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Impossible Speech

The Politics of Representation in Contemporary Korean Literature and Film

«In Impossible Speech, Hanscom reveals the banality and complacency of recent political art dealing with marginalized figures on the Korean peninsula. Works that are deemed to be justice-oriented or truth-telling are, as Hanscom shows, often already confined by the acceptable parameters of the speakable. A powerful and original intervention in Korean studies.»

Sonia Ryang, author of <i>Language and Truth in North Korea</i>

In what ways can or should art engage with its social context? Authors, readers, and critics have been preoccupied with this question since the dawn of modern literature in Korea. Advocates of social engagement have typically focused on realist texts, seeing such works as best suited to represent injustices and inequalities by describing them as if they were before our very eyes. Les mer

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In what ways can or should art engage with its social context? Authors, readers, and critics have been preoccupied with this question since the dawn of modern literature in Korea. Advocates of social engagement have typically focused on realist texts, seeing such works as best suited to represent injustices and inequalities by describing them as if they were before our very eyes.

Christopher P. Hanscom questions this understanding of political art by examining four figures central to recent Korean fiction, film, and public discourse: the migrant laborer, the witness to or survivor of state violence, the refugee, and the socially excluded urban precariat. Instead of making these marginalized figures intelligible to common sense, this book reveals the capacity of art to address the “impossible speech” of those who are not asked, expected, or allowed to put forward their thoughts, yet who in so doing expand the limits of the possible.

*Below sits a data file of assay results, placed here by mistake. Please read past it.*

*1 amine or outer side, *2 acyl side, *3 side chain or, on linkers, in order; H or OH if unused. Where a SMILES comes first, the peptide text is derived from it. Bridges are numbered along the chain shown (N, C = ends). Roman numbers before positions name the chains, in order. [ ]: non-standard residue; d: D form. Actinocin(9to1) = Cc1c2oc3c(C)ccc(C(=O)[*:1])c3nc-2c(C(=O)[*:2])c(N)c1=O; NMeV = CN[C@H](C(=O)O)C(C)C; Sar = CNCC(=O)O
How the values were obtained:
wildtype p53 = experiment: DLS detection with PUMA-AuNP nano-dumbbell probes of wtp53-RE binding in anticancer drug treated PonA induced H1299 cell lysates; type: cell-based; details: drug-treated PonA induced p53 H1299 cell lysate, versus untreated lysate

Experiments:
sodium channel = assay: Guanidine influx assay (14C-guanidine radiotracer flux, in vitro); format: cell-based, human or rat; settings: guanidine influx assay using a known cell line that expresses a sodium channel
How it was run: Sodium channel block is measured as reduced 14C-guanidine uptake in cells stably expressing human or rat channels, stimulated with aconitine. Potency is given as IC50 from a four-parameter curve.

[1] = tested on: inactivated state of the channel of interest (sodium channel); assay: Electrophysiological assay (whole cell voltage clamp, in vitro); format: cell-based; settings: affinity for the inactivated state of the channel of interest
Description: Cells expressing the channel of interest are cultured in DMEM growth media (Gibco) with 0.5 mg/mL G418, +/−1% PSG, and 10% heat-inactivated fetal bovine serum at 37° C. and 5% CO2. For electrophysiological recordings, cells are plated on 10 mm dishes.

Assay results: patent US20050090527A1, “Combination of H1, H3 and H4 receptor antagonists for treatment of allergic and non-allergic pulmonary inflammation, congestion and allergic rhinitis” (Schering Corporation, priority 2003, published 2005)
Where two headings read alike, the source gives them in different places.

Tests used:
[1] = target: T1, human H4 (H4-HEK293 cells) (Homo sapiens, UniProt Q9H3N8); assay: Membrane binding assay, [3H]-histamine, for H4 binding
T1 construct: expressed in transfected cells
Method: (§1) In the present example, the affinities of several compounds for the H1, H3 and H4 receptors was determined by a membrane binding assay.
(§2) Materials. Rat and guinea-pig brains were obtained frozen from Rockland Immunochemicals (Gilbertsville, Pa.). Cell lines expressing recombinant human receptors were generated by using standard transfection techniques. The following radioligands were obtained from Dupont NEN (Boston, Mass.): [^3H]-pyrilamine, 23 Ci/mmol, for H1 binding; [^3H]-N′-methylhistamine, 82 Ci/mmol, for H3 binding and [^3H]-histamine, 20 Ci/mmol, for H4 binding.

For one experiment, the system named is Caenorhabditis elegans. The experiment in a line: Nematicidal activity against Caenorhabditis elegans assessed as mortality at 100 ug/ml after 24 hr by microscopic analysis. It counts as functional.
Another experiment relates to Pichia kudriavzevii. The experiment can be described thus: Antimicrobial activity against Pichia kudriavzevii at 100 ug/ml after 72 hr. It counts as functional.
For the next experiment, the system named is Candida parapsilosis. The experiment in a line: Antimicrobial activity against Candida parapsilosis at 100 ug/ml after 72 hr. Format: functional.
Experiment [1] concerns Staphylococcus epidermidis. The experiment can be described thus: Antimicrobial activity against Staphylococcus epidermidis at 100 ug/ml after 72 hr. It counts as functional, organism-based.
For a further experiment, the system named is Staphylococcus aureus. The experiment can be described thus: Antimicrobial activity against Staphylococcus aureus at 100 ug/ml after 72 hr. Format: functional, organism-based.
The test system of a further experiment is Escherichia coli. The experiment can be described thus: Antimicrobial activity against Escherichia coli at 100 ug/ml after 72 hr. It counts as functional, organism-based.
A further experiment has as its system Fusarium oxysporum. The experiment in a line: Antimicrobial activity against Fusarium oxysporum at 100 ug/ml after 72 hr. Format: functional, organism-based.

Impossible Speech proposes a new approach to literature and film that foregrounds ostensibly “nonpolitical” or nonsensical moments, challenging assumptions about the relationship between politics and art that locate the “politics” of the work in the representation of content understood in advance as being political. Recasting the political as a struggle over the possibility or impossibility of speech itself, this book finds the politics of a work of art in its power to confront the boundaries of what is sayable.

Detaljer

Forlag
Columbia University Press
Innbinding
Innbundet
Språk
Engelsk
ISBN
9780231208482
Utgivelsesår
2024
Format
23 x 15 cm

Om forfatteren

Christopher P. Hanscom is a professor in the Department of Asian Languages and Cultures at the University of California, Los Angeles. He is the author of The Real Modern: Literary Modernism and the Crisis of Representation in Colonial Korea (2013), as well as coeditor of Imperatives of Culture: Selected Essays on Korean History, Literature, and Society from the Japanese Colonial Era (2013) and The Affect of Difference: Representations of Race in East Asian Empire (2016).

Anmeldelser

«In Impossible Speech, Hanscom reveals the banality and complacency of recent political art dealing with marginalized figures on the Korean peninsula. Works that are deemed to be justice-oriented or truth-telling are, as Hanscom shows, often already confined by the acceptable parameters of the speakable. A powerful and original intervention in Korean studies.»

Sonia Ryang, author of <i>Language and Truth in North Korea</i>

«Hanscom’s Impossible Speech questions realist frames that organize understandings of multiculturalism and migrant workers, reductionist appropriations of trauma, and narrative accounts and defector testimonials of life in North Korea. Placing works that appeal to the verisimilar in close conversation with those that upend communicative transparency, Impossible Speech offers a theoretically sophisticated, interdisciplinary inquiry into the political as possible. A compelling and important book.»

Theodore Hughes, author of <i>Literature and Film in Cold War South Korea: Freedom’s Frontier</i>

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